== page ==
Crossroads Delicatessen dishes out a menu of deli sandwiches and dinner items all made from scratch. At lunch, traditional sandwiches such as the grilled open-faced corned-beef Reuben ($12.99) or its equally open-faced sister, the turkey- and pastrami-topped grilled Rachel ($12.99), satiate those desiring bread-bookended eats. Set sail in bowls of matzo-ball soup ($5.49), or mouth-machete your way through the foliage of Scott's famous strawberry chicken salad ($11.99), topped with grilled chicken, roasted walnuts, fresh strawberries, and poppy-seed dressing. Dinner items range from deli mainstays and homemade specials, such as the Chicken-In-A-Pot, boasting half of a chicken simmered in a pot of matzo-ball soup, vegetables, and noodles ($15.99), to favorites such as a full rack of knuckle-coating baby-back ribs, served with coleslaw and choice of potato ($19.99). Saturday breakfast and Sunday brunch are also available for week-start warriors.
Lone Spur’s menu offers a massive selection of tasty eats known to spark spontaneous “Yeehaws” and unprintable Deadwood quotes from dining city slickers. Master cooks harness a slow-cooking heat to ensure that each brisket emerges from the pit 14 hours later in a delicious smoky cloud that won't try to kill you like the monster from your favorite island program. After a lunch of sandwiches and ol’ Mexico bites such as the buffalo burger ($9.50), brisket melt ($7.95), and lunch taco burrito ($7.75), you can ride back through town for some dinner barbecue (any two meats, $12.95; any three meats, $15.95), which includes Texas toast; a choice of cole slaw, potato salad, or soup; and a choice of seasoned steak fries, ranch house beans, cornbread, or baked potato with your beef, pork, or poultry order. If you still miss the danger of high noon shoot-outs, Lone Spur offers a chili so hot it requires a signed release before consumption. And if you can't take the heat, try the smoked sautéed pork barbecue ($11.45, Texas size $13.95) or three pounds of turkey leg ($12.95) instead. For dessert, dive into a hot fudge brownie stampede ($4.99) or Texas saucy banana ($4.99), just like real cowboys did before they settled in for a night of pillow fights and painting each other's nails.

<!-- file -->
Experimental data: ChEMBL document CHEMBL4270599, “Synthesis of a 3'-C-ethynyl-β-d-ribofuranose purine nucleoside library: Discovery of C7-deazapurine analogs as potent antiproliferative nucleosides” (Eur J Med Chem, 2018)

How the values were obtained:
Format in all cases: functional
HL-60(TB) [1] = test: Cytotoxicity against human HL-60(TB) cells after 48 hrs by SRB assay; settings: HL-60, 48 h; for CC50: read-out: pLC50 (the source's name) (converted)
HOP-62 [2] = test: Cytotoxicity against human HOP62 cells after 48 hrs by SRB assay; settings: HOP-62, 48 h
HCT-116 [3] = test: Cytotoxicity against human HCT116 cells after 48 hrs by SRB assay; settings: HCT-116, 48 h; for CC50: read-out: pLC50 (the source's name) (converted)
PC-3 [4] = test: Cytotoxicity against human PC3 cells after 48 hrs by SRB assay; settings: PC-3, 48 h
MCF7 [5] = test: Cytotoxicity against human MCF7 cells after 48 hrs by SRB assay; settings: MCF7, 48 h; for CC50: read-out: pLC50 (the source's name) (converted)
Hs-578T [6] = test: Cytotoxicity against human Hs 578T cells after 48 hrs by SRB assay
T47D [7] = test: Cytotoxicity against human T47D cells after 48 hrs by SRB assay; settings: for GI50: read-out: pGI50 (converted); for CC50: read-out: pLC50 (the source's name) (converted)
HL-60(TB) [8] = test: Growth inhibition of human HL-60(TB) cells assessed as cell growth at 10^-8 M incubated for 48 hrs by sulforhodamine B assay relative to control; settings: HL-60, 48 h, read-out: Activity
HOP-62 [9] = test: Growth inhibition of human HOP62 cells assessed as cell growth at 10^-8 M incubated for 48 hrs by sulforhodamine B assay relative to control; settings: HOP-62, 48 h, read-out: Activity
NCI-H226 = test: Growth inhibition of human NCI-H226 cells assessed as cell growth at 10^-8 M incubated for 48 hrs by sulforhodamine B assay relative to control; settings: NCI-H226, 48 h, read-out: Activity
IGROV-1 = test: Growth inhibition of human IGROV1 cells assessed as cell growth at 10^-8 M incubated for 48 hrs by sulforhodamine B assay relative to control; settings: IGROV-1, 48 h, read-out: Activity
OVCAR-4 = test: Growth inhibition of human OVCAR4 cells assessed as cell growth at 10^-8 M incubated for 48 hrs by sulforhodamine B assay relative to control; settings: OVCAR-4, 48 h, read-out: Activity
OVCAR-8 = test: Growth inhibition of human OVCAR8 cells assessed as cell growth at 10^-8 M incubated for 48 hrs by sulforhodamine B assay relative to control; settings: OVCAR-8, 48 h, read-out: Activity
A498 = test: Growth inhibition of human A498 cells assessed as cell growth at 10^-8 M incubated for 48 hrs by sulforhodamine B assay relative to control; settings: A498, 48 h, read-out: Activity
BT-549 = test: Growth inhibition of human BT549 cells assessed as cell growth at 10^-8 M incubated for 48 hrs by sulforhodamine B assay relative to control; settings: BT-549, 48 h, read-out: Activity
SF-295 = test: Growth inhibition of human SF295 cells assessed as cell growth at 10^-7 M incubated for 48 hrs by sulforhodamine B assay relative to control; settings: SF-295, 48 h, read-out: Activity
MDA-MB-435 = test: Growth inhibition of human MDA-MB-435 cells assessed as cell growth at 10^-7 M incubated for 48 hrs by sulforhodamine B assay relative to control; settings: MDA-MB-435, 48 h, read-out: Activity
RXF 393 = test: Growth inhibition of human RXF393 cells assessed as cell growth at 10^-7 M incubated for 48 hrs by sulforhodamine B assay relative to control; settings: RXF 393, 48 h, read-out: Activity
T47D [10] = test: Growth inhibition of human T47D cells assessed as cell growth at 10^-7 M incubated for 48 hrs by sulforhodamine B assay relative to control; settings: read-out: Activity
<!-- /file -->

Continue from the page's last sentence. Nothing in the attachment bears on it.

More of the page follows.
Snuffy's Malt Shop is like stepping into the 1950s: there's a red-and-white candy stripe motif, and the chocolate malts get poured into tall glasses. The sweet scoops of nostalgia come courtesy of founder Mike Mueller. In the early eighties, he found himself pining for the evenings of his youth spent at drive-ins and diners, a malt in one hand and cheeseburger in the other. In 1983, he opened Snuffy's Malt Shop in tribute. Cooks here grill up cheeseburgers and hotdogs and serve them up alongside classic treats: floats, phosphates, sundaes and, of course, malts.
With 2013 marking their 30th anniversary, Snuffy's has added a few updated menu items. They now make their famed burgers with bison or veggie patties, and malts come in inventive flavors such as Snuffy Colada. These particular takes on the good old days are now found at four locations, spread evenly across Twin Cities neighborhoods like chili over cheese fries.